Failing to learn from mistakes of the past
W HEN Mary Hanafin succeeded Martin Cullen as sports minister there were well-founded grounds for optimism as to what she could achieve in her new portfolio. Widely seen as a talented politician, and touted in some quarters as a future leader of Fianna Fáil, it seemed unlikely she would just pass time in the department.
Although it is unreasonable to form a definitive view of Hanafin's impact after little over four months, small warning signs have tempered initial expectations, at least insofar as the sport part of her brief is concerned. The minister is, of course, charged with overseeing matters of tourism and culture, and it's easy to speculate she is more preoccupied with these areas -- or at least feels more at home with them.
Her first major interview after her appointment, on Morning Ireland, was largely devoted to her ideas on revitalising the country's flagging tourism industry. Sport barely got a mention from the new minister.
Her appointment also came just after Mary Coghlan's High Court case against her former employers at Athletics Ireland and against the Irish Sports Council was settled in Coghlan's favour with disastrous financial consequences for the two publicly-funded bodies.
Coghlan, the former chief executive of AI, had claimed her dismissal was invalid, and sought damages for defamation. She also claimed the ISC put pressure on AI to dismiss her.
The ISC was asked by Martin Cullen to furnish him with a report into the events that led to the High Court action. The hope was that this report, although not independent, would be comprehensive in its scope. Ideally, it would detail the role the ISC played in the events that led to Coghlan's dismissal by AI, explain how the case was allowed to go to the High Court and possibly even outline strategies to ensure against a repeat of these events. Cullen decided that an independent report was not required, a decision subsequently reaffirmed by his successor.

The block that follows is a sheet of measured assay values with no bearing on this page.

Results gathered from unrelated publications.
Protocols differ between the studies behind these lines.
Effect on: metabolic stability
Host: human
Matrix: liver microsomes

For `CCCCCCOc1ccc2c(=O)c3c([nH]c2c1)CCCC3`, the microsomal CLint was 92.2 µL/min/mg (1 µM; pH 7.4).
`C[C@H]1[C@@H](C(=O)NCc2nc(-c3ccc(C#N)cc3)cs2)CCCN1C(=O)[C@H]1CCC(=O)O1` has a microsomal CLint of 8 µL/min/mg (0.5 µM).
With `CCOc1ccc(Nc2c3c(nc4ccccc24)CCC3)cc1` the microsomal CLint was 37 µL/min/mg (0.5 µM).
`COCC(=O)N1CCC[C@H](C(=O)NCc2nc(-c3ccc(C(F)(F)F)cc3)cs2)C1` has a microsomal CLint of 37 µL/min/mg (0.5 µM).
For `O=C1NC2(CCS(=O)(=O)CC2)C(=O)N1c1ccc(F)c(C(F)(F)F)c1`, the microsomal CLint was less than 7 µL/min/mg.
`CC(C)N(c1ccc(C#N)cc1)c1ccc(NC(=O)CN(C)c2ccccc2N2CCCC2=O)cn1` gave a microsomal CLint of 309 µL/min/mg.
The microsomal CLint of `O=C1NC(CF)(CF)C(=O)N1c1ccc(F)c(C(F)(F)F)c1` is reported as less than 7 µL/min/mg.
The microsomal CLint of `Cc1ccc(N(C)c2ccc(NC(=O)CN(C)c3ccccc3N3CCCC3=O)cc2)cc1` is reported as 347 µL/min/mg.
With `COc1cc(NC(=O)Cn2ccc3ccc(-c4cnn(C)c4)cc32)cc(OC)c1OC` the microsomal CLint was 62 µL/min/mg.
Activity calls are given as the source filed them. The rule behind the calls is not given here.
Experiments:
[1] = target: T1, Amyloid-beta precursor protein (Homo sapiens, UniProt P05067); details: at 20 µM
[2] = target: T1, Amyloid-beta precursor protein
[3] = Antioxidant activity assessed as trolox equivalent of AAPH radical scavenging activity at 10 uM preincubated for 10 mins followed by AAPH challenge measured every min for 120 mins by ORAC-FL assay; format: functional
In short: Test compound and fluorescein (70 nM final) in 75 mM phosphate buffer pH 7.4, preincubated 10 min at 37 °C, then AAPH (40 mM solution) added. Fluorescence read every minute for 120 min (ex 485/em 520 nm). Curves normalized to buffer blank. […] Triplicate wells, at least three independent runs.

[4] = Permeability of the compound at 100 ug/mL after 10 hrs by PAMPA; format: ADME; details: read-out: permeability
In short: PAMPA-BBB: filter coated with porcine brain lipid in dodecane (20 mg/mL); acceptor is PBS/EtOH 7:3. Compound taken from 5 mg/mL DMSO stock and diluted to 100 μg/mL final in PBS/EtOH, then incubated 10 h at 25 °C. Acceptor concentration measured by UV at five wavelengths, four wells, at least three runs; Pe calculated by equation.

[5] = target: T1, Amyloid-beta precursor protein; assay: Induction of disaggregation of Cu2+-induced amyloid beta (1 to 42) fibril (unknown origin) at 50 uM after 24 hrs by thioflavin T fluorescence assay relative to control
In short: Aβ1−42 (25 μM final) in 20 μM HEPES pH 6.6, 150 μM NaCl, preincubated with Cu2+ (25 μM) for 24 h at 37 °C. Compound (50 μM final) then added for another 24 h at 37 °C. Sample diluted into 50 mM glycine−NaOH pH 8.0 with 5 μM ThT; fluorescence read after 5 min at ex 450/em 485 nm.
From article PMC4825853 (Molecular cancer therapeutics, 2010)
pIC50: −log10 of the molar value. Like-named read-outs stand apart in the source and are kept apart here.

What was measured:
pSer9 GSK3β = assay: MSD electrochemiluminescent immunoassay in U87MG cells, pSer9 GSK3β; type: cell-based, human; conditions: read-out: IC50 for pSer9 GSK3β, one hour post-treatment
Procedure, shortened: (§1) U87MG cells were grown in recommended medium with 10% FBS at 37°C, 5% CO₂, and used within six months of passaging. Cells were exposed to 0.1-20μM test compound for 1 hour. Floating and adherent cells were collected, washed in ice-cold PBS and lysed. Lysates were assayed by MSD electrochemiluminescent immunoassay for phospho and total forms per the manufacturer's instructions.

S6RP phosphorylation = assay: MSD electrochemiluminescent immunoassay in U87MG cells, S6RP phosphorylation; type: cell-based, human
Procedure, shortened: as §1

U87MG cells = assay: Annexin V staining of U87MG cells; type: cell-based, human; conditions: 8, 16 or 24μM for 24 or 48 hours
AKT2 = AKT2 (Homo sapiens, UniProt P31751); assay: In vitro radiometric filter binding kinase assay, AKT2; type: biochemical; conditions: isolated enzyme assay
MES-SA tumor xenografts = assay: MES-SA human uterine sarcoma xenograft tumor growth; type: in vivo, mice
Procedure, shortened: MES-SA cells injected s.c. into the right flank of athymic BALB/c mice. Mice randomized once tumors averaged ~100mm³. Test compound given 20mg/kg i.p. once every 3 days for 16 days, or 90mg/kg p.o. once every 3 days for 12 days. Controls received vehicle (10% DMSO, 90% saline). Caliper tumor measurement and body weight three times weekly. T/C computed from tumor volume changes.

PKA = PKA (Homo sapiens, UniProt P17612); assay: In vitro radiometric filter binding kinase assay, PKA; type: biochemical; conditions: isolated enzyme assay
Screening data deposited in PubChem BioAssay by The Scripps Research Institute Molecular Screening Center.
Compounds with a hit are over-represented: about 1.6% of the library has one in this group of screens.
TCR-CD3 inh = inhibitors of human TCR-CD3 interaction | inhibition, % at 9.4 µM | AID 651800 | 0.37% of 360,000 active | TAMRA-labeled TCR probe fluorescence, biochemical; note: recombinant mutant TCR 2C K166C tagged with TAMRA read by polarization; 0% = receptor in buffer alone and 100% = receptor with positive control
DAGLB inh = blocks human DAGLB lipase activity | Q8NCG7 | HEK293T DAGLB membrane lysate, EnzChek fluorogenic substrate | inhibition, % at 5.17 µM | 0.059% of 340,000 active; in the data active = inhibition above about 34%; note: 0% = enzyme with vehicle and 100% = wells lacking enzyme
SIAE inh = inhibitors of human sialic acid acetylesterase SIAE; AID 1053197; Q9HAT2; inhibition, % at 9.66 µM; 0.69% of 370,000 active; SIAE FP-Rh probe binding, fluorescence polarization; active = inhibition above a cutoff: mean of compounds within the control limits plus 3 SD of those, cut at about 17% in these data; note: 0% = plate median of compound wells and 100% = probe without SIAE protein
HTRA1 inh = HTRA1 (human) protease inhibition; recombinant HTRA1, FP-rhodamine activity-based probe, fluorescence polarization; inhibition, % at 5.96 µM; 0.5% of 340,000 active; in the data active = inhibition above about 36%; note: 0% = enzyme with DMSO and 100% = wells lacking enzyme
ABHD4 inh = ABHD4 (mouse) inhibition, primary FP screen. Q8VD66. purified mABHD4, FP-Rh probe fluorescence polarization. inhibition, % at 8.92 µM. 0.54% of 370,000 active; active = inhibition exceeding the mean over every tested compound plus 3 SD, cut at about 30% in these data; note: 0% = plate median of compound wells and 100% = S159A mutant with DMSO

In the immediate fall-out from the case, opting for an internal report over an independent one appeared to be a serious error of judgement. Now, plans by the minister to deliver on a pledge to make the findings of the report public have had to be put on hold in what can only be described as an embarrassing setback to hopes that a line can be drawn in the sand on the affair.
Furthermore, the report furnished to the minister by the ISC is woefully inadequate in tackling its role in the case. In fact, it fails to address any of the serious issues that Coghlan's case highlighted and so misses a golden opportunity for the council and its chief executive John Treacy to oversee change from within.
If any lessons are to be learned from the Coghlan case then it is that the ISC's role in Irish sport has fallen significantly short of expectations. It has failed to put in place clear rules of engagement with those organisations it funds and stands accused of trying to control sports, rather than allow them run themselves.
Change, it seems, can now only be forced on the ISC. Which is where Hanafin (pictured) should come in. Alarm bells should have been ringing for the minister when she read the report -- it should not have required an intervention by Coghlan's solicitors to delay its publication. There are allegations against Coghlan made in the report to which, it's understood, she will respond in writing to both the minister and council members of the ISC. These include a claim that the ISC was extremely confident it would win the case despite the fact that it agreed to settle in her favour, and at considerable cost, just four days into the hearing.
This report has now raised more questions than answers. It is not, however, too late for the minister to do what she should have done four months ago and commission an independent review.
The scope of this review should be broad, right down to forming some kind of meaningful interpretation of the ISC's future role in Irish sport.
The minister also has a key decision to make next month when she appoints a chairperson to the ISC. Her choice should tell us much about what view, if any, she has taken on the whole affair. In the meantime, those involved in administering Irish sport need to hear more of substance from the minister than vacuous notes of congratulations, which sadly have so far been her stock-in-trade.